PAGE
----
Although the Egyptians carried on from early times a caravan-commerce with the adjacent countries of Phoenicia, Palestine, and Arabia, importing such articles as wine, oil, and spices for embalming, yet exclusiveness and self-sufficiency were characteristics of their civilization. There, on the banks of the Nile, these millions lived, changeless in their methods through centuries, each individual mechanically pursuing the occupation to which he was born - millions cultivating the soil, and producing wheat, etc., for the subsistence of the whole; others tending the cattle necessary for food or sacrifice; millions, again, crowded into the numerous towns, occupied in the various handicrafts necessary to provide articles of clothing, luxury, etc. - a large proportion of this class being available for stupendous architectural works; and lastly, diffused through these country and town populations, two other proprietor-castes - the one a militia, occupied in gymnastic exercises alone; the other a sacerdotal or intellectual order, within whose body was accumulated all the speculative or scientific wisdom of the country. Relations existed between Egypt and the adjacent countries; and rumours of the nature of its peculiar civilization may have spread through the nations of the Mediterranean; but for a long while it was shut, like the present China, against foreign intrusion; and it was not till about the year 650 B.C. that it was thrown open to general inspection. In the sixth and fifth centuries B.C., the philosophers of other countries, and especially of Greece, used to visit Egypt in order to acquire, by intercourse with the Egyptian intellectual caste, some of that precious knowledge of which they were believed to be the depositaries.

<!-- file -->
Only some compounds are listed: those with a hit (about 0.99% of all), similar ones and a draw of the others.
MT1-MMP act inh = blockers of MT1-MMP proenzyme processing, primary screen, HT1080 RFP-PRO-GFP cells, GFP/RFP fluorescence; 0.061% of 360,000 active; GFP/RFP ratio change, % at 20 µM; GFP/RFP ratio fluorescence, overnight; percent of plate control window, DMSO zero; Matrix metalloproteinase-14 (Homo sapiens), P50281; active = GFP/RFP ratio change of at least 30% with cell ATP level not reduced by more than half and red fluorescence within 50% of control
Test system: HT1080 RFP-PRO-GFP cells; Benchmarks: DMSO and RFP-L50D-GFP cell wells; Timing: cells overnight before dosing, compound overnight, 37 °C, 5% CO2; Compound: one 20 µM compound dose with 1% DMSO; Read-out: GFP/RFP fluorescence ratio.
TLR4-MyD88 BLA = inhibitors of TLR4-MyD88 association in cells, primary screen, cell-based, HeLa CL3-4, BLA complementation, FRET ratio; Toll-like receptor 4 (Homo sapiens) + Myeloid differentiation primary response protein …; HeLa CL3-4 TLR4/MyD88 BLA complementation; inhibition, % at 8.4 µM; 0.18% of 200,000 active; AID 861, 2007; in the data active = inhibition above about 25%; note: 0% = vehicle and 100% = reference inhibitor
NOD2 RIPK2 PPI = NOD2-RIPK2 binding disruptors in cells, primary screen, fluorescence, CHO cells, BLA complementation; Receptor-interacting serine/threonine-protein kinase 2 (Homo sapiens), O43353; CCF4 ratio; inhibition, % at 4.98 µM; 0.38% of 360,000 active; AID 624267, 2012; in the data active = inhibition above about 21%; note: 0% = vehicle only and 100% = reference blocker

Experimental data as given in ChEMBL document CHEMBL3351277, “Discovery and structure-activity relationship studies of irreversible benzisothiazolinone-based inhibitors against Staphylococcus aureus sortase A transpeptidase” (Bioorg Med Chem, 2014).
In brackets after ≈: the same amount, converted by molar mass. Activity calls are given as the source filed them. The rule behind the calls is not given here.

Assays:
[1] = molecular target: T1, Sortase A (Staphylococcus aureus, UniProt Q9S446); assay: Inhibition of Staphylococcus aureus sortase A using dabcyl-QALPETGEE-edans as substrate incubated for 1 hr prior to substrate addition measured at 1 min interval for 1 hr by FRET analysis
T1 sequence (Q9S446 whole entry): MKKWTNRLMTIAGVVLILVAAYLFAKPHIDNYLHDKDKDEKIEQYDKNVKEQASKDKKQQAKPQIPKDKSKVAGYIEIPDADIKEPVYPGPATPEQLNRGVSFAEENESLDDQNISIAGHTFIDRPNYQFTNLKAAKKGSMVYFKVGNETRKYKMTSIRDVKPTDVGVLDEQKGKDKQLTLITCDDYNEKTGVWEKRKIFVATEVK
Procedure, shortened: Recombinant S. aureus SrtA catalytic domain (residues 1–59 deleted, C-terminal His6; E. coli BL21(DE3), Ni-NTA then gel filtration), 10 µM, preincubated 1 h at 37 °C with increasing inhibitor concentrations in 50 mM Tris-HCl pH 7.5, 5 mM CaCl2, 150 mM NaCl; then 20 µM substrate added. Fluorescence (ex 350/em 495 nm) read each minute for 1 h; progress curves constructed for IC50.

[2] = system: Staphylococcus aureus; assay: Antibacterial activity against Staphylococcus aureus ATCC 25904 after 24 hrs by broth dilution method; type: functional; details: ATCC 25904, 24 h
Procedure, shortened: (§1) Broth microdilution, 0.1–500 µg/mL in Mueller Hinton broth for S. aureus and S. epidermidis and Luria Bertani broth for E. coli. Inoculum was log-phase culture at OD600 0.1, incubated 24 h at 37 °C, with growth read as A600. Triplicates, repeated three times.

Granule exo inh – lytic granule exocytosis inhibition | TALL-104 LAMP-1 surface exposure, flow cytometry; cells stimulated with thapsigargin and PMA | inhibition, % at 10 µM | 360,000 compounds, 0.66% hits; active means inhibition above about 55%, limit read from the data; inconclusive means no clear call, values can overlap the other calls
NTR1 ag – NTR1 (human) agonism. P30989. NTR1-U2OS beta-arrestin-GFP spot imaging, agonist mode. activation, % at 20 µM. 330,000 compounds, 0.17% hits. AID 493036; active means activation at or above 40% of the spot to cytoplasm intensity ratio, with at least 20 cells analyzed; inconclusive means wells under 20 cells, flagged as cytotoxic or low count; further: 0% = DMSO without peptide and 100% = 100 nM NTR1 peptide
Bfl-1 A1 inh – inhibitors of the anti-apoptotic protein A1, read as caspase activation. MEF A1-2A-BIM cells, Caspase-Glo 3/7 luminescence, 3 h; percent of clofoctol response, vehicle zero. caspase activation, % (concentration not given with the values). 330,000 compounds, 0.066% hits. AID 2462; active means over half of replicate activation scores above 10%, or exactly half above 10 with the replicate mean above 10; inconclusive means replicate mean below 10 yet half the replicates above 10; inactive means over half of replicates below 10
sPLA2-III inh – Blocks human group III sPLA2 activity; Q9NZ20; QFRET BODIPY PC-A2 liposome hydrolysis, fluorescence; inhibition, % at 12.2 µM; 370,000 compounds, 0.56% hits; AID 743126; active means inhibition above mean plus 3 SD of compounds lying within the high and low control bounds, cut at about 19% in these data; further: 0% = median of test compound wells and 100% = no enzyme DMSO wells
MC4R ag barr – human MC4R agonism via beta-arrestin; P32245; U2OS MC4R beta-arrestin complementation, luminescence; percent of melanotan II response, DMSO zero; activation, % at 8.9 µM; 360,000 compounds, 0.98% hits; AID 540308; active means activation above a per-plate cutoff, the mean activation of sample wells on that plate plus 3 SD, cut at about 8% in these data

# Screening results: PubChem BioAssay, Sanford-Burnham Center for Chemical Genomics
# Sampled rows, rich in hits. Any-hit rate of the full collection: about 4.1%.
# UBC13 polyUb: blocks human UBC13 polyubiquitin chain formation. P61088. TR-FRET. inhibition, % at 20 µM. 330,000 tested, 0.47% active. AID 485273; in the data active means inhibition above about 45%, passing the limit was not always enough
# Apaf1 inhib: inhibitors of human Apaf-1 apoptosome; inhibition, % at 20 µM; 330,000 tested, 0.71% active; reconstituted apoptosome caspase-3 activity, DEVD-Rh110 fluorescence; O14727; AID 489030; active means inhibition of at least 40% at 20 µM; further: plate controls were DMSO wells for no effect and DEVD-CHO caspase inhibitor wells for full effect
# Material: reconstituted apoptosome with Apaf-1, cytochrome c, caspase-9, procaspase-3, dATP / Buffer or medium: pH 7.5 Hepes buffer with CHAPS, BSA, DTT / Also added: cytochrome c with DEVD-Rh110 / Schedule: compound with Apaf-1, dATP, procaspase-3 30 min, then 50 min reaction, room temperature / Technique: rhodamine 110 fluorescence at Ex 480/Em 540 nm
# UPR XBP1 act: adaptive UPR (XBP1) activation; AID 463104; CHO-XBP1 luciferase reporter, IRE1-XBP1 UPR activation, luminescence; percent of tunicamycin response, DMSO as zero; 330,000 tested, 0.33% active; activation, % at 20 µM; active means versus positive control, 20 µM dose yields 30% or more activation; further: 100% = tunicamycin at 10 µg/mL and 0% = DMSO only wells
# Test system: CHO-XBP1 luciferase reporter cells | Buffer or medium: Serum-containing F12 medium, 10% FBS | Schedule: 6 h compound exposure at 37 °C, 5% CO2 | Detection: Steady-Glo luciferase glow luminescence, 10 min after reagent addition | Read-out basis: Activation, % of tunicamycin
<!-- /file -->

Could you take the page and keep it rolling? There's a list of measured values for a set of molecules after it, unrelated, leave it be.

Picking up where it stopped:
Although the Egyptian civilization is known to have existed pretty much as we have described it from immemorial antiquity, yet, with the exception. of what we learn from Scripture, we know little of Egyptian history, properly so called, anterior to the time when the country was thrown open to the Greeks. Herodotus and Manetho, indeed, have given us retrospective lists of the Egyptian kings, extending back into the primitive gloom of the world; but portions of these lists are evidently constructed backwards on mythical principles. Thus Manetho, preserving doubtless the traditions of the sacerdotal Egyptian caste, to which he is supposed to have belonged, carries back the imagination as far as 30,000 years before the birth of Christ. From this date till B.C. 5702, great divine personages ruled in Egypt; then (B.C. 5702) it came into the possession of human kings, the first of which was Menes. From the accession of Menes down to the incorporation of Egypt with the Persian empire (B.C. 525), Herodotus assigns 330 kings, or, as they are called in Scripture, Pharaohs, whose names he informs us, were read to him out of a papyrus manuscript by the Egyptian priests, who pledged themselves to its accuracy; and Manetho reckons up twenty-six dynasties, some of them native raid others foreign, which divided the long period into portions of different lengths.